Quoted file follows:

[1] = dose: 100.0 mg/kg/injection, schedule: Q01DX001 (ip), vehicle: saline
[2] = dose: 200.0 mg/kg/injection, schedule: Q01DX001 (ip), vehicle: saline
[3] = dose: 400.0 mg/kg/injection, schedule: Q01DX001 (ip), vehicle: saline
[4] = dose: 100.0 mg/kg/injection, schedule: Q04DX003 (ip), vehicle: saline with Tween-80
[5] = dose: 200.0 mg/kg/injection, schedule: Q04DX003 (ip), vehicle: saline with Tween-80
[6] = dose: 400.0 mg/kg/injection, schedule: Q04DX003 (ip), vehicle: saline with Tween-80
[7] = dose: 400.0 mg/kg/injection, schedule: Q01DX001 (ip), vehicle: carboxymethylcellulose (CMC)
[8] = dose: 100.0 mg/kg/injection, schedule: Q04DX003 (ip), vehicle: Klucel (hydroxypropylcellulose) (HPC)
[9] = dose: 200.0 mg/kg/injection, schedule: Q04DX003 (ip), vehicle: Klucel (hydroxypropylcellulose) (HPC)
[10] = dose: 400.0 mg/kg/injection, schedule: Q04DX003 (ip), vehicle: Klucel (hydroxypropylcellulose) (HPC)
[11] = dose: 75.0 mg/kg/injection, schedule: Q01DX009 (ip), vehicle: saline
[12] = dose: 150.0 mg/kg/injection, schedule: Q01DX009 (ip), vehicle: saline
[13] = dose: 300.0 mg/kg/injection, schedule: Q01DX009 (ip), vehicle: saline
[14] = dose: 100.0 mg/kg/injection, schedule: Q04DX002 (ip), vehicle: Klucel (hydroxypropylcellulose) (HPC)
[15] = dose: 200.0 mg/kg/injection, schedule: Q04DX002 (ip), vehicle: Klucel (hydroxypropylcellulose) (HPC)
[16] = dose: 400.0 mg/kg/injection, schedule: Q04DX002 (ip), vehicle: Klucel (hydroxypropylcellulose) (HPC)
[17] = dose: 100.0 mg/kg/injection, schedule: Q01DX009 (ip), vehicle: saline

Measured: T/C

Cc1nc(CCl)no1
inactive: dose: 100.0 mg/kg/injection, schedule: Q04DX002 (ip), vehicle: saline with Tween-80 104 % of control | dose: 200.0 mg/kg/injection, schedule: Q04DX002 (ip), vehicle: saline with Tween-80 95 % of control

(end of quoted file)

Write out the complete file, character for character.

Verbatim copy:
[1] = dose: 100.0 mg/kg/injection, schedule: Q01DX001 (ip), vehicle: saline
[2] = dose: 200.0 mg/kg/injection, schedule: Q01DX001 (ip), vehicle: saline
[3] = dose: 400.0 mg/kg/injection, schedule: Q01DX001 (ip), vehicle: saline
[4] = dose: 100.0 mg/kg/injection, schedule: Q04DX003 (ip), vehicle: saline with Tween-80
[5] = dose: 200.0 mg/kg/injection, schedule: Q04DX003 (ip), vehicle: saline with Tween-80
[6] = dose: 400.0 mg/kg/injection, schedule: Q04DX003 (ip), vehicle: saline with Tween-80
[7] = dose: 400.0 mg/kg/injection, schedule: Q01DX001 (ip), vehicle: carboxymethylcellulose (CMC)
[8] = dose: 100.0 mg/kg/injection, schedule: Q04DX003 (ip), vehicle: Klucel (hydroxypropylcellulose) (HPC)
[9] = dose: 200.0 mg/kg/injection, schedule: Q04DX003 (ip), vehicle: Klucel (hydroxypropylcellulose) (HPC)
[10] = dose: 400.0 mg/kg/injection, schedule: Q04DX003 (ip), vehicle: Klucel (hydroxypropylcellulose) (HPC)
[11] = dose: 75.0 mg/kg/injection, schedule: Q01DX009 (ip), vehicle: saline
[12] = dose: 150.0 mg/kg/injection, schedule: Q01DX009 (ip), vehicle: saline
[13] = dose: 300.0 mg/kg/injection, schedule: Q01DX009 (ip), vehicle: saline
[14] = dose: 100.0 mg/kg/injection, schedule: Q04DX002 (ip), vehicle: Klucel (hydroxypropylcellulose) (HPC)
[15] = dose: 200.0 mg/kg/injection, schedule: Q04DX002 (ip), vehicle: Klucel (hydroxypropylcellulose) (HPC)
[16] = dose: 400.0 mg/kg/injection, schedule: Q04DX002 (ip), vehicle: Klucel (hydroxypropylcellulose) (HPC)
[17] = dose: 100.0 mg/kg/injection, schedule: Q01DX009 (ip), vehicle: saline

Measured: T/C

Cc1nc(CCl)no1
inactive: dose: 100.0 mg/kg/injection, schedule: Q04DX002 (ip), vehicle: saline with Tween-80 104 % of control | dose: 200.0 mg/kg/injection, schedule: Q04DX002 (ip), vehicle: saline with Tween-80 95 % of control